• The MCOs have an opportunity to comment
  on any miscalculations or errors noted in the
  PIP Validation Report.
• The final PIP Validation Reports are then
  released to the MCOs.
       PIP Summary Form Review


• Health plan demographics (first page of the
  submission form)
• Discuss the 10 PIP Activities
   – CMS Rationale
   – HSAG evaluation elements
A. Activity One: Choose the Selected
              Study Topic


CMS Rationale
• Impacts a significant portion of the members.
• Reflects Medicaid enrollment in terms of
  demographic characteristics, prevalence of
  disease, and the potential consequences
  (risks) of the disease.
A. Activity One: Choose the Selected
              Study Topic

CMS Rationale
• Addresses the need for a specific service.
• Goal should be to improve processes and
  outcomes of health care.
• The study topic may be specified by the State
  Medicaid agency or on the basis of Medicaid
  enrollee input.
A. Activity One: Choose the Selected
              Study Topic

HSAG Evaluation Elements
• Reflects high-volume or high-risk conditions
  (or was selected by the State).
• Is selected following collection and analysis
  of data (or was selected by the State).
• Addresses a broad spectrum of care and
  services (or was selected by the State).
A. Activity One: Choose the Selected
              Study Topic

HSAG Evaluation Elements (cont.)
• Includes all Medicaid eligible populations that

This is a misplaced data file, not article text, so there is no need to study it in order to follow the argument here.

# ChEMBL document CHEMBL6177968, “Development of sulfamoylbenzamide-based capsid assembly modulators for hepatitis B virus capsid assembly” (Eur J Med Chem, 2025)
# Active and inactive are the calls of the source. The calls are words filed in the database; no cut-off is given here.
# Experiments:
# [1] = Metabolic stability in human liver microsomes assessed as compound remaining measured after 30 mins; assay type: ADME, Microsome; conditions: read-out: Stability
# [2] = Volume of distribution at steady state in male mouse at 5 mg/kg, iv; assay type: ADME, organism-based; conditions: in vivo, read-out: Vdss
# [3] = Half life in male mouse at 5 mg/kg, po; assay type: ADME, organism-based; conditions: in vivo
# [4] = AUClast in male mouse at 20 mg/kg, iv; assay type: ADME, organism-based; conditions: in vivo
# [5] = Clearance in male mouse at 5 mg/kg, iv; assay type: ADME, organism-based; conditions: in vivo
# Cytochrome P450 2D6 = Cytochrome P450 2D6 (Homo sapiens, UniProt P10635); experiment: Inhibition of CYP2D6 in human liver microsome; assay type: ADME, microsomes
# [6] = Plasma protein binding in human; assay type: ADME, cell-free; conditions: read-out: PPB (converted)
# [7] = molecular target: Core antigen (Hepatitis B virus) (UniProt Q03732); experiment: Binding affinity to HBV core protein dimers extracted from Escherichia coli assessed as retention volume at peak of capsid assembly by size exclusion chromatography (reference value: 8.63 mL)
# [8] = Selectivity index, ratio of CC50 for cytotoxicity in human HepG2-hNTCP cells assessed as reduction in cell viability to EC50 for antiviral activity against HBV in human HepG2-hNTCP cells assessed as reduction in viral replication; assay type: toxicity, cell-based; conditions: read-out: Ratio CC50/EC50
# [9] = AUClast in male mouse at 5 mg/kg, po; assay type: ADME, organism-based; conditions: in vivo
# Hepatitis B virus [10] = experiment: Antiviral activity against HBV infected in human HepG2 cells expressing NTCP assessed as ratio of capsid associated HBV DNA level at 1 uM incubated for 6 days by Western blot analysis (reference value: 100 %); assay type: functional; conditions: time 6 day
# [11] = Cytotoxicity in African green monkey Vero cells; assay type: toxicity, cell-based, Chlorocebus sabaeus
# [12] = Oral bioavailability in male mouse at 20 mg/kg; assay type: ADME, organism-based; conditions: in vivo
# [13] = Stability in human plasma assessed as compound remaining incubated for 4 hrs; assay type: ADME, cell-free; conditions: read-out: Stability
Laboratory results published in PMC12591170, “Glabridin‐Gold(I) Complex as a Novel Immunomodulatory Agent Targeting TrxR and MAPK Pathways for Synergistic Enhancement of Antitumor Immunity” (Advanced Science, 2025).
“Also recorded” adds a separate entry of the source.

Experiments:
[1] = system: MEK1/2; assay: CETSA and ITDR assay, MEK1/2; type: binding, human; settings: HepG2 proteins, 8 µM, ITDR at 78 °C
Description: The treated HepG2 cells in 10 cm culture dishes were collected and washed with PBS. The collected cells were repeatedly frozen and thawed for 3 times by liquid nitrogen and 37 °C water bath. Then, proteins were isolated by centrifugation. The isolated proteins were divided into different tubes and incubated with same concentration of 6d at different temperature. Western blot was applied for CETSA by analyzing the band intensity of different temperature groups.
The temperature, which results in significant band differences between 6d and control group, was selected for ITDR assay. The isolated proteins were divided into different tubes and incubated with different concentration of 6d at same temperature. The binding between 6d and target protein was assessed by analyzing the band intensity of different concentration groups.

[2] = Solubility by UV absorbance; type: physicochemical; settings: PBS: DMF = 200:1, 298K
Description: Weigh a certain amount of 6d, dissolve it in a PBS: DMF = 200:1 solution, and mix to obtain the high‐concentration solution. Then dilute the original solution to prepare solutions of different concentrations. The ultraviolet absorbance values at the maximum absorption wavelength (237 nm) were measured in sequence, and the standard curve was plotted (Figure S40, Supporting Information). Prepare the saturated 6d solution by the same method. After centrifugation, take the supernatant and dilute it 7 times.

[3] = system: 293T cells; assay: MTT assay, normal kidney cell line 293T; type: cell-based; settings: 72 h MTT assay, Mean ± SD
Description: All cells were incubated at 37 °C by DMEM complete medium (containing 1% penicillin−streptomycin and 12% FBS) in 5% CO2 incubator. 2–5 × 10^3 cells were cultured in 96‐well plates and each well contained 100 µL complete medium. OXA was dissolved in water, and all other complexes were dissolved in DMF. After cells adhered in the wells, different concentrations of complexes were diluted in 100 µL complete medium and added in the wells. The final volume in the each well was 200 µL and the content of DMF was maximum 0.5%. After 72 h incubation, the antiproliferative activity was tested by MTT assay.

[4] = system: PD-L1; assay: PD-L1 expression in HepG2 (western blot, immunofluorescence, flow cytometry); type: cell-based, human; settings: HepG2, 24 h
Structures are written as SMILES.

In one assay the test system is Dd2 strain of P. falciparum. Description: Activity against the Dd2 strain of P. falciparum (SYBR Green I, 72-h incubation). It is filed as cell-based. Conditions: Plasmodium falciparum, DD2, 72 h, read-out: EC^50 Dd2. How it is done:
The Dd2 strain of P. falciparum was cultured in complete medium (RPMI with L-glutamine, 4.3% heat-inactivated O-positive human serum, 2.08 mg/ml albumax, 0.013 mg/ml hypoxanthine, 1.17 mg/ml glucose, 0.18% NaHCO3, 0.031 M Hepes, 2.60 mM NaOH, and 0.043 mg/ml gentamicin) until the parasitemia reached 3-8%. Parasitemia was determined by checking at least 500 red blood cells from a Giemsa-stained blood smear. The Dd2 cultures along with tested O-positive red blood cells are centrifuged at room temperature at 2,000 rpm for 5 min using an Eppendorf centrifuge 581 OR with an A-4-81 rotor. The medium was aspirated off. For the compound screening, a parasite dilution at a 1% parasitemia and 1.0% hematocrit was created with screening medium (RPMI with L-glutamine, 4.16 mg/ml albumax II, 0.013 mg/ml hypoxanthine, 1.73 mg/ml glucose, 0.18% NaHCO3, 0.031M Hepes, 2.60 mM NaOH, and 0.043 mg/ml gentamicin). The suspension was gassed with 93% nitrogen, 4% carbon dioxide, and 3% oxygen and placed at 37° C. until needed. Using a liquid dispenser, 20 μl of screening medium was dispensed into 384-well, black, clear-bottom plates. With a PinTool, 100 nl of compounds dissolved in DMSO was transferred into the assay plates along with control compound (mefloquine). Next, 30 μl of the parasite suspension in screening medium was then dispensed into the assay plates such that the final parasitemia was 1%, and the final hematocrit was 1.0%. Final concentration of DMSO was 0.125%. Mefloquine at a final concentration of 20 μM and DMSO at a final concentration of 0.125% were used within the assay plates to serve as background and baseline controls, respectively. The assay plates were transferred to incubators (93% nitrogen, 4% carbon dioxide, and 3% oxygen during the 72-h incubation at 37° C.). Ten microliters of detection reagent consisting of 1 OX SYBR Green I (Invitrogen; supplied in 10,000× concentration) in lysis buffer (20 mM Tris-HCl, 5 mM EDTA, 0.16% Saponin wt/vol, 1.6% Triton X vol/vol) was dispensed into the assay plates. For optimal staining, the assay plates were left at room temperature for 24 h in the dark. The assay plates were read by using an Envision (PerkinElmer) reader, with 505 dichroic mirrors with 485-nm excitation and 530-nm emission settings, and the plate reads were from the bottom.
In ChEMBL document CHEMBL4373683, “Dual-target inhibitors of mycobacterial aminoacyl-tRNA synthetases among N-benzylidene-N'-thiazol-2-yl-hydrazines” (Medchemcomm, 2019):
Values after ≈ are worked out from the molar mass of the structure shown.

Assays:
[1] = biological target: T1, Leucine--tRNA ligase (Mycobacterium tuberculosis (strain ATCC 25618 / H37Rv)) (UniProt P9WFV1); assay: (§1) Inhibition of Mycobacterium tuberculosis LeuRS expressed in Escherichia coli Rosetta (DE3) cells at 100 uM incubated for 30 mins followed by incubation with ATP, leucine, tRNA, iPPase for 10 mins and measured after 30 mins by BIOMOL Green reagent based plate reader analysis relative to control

meet the study criteria.
• Includes members with special health care
  needs.
• Has the potential to affect member health,
  functional status, or satisfaction.
A. Activity One: Choose the Selected
              Study Topic
Example Study Topics:
• Cervical Cancer Screening
• HbA1c testing
• Flu Vaccinations
• Timeliness of Case Management
• Discharge Planning
• Readmission to Inpatient Psychiatric Care
  within 30, 90, and 120 days
 B. Activity Two: The Study Question


CMS Rationale
• Stating the question(s) helps maintain the
  focus of the PIP and sets the framework for
  data collection, analysis, and interpretation.
 B. Activity Two: The Study Question

HSAG Evaluation Elements
• States the problem to be studied in simple
  terms.
• Is answerable.

In general, the question should illustrate the point of:
   Does doing X result in Y?

Example: Will increased planning and attention to the importance
  of follow-up after inpatient discharge improve the rate of
  members receiving follow-up services?
C. Activity Three: Selected Study Indicators

  CMS Rationale
  • Quantitative or qualitative characteristic.
  • Discrete event (member has or has not had
    XX).
  • Appropriate for the study topic.
  • Objective, clearly and unambiguously
    defined.
C. Activity Three: Selected Study Indicators


  HSAG Evaluation Elements
  The study indicator(s):
  • Is well defined, objective, and measurable.
  • Is based on practice guidelines, with sources
    identified.
C. Activity Three: Selected Study Indicators

 HSAG Evaluation Elements (cont.)
 The study indicator(s):
 • Allows for the study question to be answered.
 • Measures changes (outcomes) in health or
   functional status, member satisfaction, or
   valid process alternatives.
C. Activity Three: Selected Study Indicators

  HSAG Evaluation Elements (cont.)